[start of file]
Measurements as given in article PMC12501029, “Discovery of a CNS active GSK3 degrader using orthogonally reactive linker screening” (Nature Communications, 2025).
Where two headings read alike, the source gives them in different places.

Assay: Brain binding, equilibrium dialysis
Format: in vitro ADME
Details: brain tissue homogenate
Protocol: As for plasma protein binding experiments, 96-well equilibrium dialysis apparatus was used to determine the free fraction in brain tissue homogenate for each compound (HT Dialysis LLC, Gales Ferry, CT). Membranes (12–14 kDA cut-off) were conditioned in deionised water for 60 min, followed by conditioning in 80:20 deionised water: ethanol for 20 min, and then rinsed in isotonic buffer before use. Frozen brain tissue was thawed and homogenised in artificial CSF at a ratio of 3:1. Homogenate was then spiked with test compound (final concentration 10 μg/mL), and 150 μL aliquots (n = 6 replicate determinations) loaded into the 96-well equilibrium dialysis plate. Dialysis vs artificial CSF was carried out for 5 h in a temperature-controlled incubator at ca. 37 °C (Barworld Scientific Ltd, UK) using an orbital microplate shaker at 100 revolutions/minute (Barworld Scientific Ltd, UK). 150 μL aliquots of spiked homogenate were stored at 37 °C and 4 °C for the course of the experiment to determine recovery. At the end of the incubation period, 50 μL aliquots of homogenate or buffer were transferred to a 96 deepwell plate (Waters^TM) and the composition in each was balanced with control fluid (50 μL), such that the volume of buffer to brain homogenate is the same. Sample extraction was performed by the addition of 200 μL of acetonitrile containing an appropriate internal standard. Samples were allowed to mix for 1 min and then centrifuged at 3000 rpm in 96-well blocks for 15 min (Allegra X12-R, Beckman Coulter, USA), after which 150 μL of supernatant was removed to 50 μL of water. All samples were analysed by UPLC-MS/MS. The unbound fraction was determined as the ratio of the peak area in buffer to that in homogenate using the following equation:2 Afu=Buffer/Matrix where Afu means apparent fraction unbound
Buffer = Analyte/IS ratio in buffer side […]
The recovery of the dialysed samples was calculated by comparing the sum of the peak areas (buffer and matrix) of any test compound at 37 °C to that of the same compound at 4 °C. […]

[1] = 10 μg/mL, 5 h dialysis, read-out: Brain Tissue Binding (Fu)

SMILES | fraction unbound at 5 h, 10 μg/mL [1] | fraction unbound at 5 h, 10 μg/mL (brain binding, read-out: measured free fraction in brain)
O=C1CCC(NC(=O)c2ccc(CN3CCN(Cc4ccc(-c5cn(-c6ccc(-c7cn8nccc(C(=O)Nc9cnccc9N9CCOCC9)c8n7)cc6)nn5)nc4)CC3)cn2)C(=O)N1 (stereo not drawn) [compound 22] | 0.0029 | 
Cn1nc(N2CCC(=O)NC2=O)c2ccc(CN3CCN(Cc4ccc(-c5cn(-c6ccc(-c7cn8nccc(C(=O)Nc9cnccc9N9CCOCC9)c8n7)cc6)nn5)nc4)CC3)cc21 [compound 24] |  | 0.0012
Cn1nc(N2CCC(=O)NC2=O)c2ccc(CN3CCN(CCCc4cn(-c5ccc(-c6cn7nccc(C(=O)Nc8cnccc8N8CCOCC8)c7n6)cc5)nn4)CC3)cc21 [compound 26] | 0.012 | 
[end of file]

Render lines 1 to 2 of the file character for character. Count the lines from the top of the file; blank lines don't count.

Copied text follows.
Measurements as given in article PMC12501029, “Discovery of a CNS active GSK3 degrader using orthogonally reactive linker screening” (Nature Communications, 2025).
Where two headings read alike, the source gives them in different places.